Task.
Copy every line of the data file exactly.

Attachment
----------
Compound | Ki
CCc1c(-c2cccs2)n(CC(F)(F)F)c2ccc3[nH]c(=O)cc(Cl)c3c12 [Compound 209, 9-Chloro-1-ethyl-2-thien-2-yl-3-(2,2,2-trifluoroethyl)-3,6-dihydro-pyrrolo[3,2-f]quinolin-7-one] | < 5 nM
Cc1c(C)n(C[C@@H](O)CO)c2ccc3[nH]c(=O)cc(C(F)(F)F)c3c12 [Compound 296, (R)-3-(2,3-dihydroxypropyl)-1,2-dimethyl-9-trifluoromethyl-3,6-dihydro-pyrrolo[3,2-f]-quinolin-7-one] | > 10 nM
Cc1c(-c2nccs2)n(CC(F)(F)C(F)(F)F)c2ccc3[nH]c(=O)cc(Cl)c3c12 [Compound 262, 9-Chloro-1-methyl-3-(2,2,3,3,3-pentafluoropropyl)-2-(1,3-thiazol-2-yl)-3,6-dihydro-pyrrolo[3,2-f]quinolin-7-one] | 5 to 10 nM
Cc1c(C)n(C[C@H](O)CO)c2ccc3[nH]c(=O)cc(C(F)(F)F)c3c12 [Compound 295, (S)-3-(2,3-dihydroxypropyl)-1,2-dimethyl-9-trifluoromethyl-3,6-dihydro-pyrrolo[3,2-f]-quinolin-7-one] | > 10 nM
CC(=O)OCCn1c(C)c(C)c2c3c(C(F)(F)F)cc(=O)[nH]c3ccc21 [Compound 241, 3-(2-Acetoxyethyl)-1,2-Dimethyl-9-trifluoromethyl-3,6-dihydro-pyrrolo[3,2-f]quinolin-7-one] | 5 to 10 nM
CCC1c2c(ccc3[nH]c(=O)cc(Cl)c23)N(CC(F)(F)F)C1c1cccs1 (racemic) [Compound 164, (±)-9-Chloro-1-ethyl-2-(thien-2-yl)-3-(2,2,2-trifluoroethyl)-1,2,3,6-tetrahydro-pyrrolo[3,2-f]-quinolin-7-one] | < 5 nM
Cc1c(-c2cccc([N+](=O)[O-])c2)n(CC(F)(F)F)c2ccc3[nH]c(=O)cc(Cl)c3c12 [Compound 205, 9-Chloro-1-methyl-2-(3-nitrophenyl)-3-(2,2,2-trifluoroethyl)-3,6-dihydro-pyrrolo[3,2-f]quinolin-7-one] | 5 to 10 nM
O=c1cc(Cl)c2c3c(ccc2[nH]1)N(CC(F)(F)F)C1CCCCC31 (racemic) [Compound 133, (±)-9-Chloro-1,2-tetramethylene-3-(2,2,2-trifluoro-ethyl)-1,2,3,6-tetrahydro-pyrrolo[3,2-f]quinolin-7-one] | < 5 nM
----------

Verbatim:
Compound | Ki
CCc1c(-c2cccs2)n(CC(F)(F)F)c2ccc3[nH]c(=O)cc(Cl)c3c12 [Compound 209, 9-Chloro-1-ethyl-2-thien-2-yl-3-(2,2,2-trifluoroethyl)-3,6-dihydro-pyrrolo[3,2-f]quinolin-7-one] | < 5 nM
Cc1c(C)n(C[C@@H](O)CO)c2ccc3[nH]c(=O)cc(C(F)(F)F)c3c12 [Compound 296, (R)-3-(2,3-dihydroxypropyl)-1,2-dimethyl-9-trifluoromethyl-3,6-dihydro-pyrrolo[3,2-f]-quinolin-7-one] | > 10 nM
Cc1c(-c2nccs2)n(CC(F)(F)C(F)(F)F)c2ccc3[nH]c(=O)cc(Cl)c3c12 [Compound 262, 9-Chloro-1-methyl-3-(2,2,3,3,3-pentafluoropropyl)-2-(1,3-thiazol-2-yl)-3,6-dihydro-pyrrolo[3,2-f]quinolin-7-one] | 5 to 10 nM
Cc1c(C)n(C[C@H](O)CO)c2ccc3[nH]c(=O)cc(C(F)(F)F)c3c12 [Compound 295, (S)-3-(2,3-dihydroxypropyl)-1,2-dimethyl-9-trifluoromethyl-3,6-dihydro-pyrrolo[3,2-f]-quinolin-7-one] | > 10 nM
CC(=O)OCCn1c(C)c(C)c2c3c(C(F)(F)F)cc(=O)[nH]c3ccc21 [Compound 241, 3-(2-Acetoxyethyl)-1,2-Dimethyl-9-trifluoromethyl-3,6-dihydro-pyrrolo[3,2-f]quinolin-7-one] | 5 to 10 nM
CCC1c2c(ccc3[nH]c(=O)cc(Cl)c23)N(CC(F)(F)F)C1c1cccs1 (racemic) [Compound 164, (±)-9-Chloro-1-ethyl-2-(thien-2-yl)-3-(2,2,2-trifluoroethyl)-1,2,3,6-tetrahydro-pyrrolo[3,2-f]-quinolin-7-one] | < 5 nM
Cc1c(-c2cccc([N+](=O)[O-])c2)n(CC(F)(F)F)c2ccc3[nH]c(=O)cc(Cl)c3c12 [Compound 205, 9-Chloro-1-methyl-2-(3-nitrophenyl)-3-(2,2,2-trifluoroethyl)-3,6-dihydro-pyrrolo[3,2-f]quinolin-7-one] | 5 to 10 nM
O=c1cc(Cl)c2c3c(ccc2[nH]1)N(CC(F)(F)F)C1CCCCC31 (racemic) [Compound 133, (±)-9-Chloro-1,2-tetramethylene-3-(2,2,2-trifluoro-ethyl)-1,2,3,6-tetrahydro-pyrrolo[3,2-f]quinolin-7-one] | < 5 nM